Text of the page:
This book will help readers think about invitational ministry in churches. Bowers offers many tips and good suggestions to think and use, but is lacking in doctrinal depth.

Rating: 4.25 / 5

If you’re interested, you can get it here, and here (free international shipping), Kindle.

Disclaimer: I was given this book free from the publisher in exchange for an honest review.

Book Review – Evangelism: How the Whole Church Speaks of Jesus (28/10)

What is one thing that Christians often find most difficult to do? I have a sneaky suspicion that evangelism would be one of the top few. So why is evangelism so difficult? Many reasons could be brought up, but the more important question is how we can remedy this situation.

Here is where this book comes in. Mack Stiles has authored a helpful book to revitalise evangelism for christians.Evangelism: How the Whole Church Speaks of Jesus

Stiles first starts by addressing an all too common notion people have about evangelism and conversion — altar calls. He proposes to the readers to discard their pre-notion on such things and seek to see what the bible actually says about evangelism. Here, he also explains the what, how and why of evangelism. His definition of evangelism, and a rather simple one, is ‘Evangelism is teaching the gospel with the aim to persuade.’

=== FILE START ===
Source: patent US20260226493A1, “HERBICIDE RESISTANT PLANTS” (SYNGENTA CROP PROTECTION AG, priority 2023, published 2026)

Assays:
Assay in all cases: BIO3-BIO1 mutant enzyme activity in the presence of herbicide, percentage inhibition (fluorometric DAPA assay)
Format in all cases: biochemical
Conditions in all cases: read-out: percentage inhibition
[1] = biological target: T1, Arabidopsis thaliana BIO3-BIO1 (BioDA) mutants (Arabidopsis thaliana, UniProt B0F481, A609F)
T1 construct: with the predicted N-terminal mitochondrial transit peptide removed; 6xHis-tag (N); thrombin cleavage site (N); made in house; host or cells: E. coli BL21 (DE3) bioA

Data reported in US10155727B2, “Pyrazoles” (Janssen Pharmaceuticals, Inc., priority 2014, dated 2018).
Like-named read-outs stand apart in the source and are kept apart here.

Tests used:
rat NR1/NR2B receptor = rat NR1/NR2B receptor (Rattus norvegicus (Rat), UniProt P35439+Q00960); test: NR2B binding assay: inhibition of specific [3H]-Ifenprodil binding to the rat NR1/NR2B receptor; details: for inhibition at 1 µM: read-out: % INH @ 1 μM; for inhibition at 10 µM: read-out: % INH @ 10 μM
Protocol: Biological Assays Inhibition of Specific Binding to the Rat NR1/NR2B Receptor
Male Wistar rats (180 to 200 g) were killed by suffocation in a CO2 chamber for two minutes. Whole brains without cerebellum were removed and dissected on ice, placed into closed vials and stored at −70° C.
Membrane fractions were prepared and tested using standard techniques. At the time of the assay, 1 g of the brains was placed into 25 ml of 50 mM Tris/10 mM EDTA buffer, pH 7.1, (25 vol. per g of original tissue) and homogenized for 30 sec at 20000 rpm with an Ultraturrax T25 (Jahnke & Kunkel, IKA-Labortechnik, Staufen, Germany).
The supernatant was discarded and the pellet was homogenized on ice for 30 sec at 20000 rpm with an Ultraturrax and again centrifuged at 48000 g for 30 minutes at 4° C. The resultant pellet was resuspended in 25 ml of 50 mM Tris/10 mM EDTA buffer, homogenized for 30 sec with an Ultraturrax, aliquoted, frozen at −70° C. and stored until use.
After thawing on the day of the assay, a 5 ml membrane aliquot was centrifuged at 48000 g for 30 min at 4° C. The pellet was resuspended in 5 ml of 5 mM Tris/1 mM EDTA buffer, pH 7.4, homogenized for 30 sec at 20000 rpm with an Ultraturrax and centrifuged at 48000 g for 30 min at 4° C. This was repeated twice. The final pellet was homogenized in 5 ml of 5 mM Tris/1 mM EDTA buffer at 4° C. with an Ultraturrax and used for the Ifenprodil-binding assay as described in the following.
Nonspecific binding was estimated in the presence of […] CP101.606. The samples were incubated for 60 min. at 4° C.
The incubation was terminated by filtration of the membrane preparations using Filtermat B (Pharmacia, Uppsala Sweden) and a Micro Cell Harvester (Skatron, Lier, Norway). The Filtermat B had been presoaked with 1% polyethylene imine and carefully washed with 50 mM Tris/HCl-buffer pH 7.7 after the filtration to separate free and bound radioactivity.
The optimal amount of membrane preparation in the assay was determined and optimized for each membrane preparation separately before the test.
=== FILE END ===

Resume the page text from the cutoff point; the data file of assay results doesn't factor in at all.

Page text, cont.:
And with that he guides readers through what evangelism is. Stiles very helpfully points out that evangelism can never ever happen without the means of words, and hence the first verb in his definition, ’teaching’. Next, he explains what ‘gospel’ is. Showing readers how sometimes we have a too small/large view of the gospel.

In the next chapter, Stiles moves on to the communal aspect side of evangelism. Yes we are each called to evangelise, but we need to evangelise as a church as well. So he talks about how the members must be clear about the priorities they each have. The ministers of the church must stay focus on the proclamation of the Word and not be boggled down with other good or even excellent things. However, the members (christians) must live out the implications of the gospel. this means although the pastor is not championing such causes.  This is not an excuse to not do anything at all! He takes this principle from Acts 6:2-4, where the church saw and distinguishes between the priorities of the apostles and the needs of the windows. Faithful christians were appointed to administer the important task of meeting the needs of the widows rather than having the apostles administering the tasks.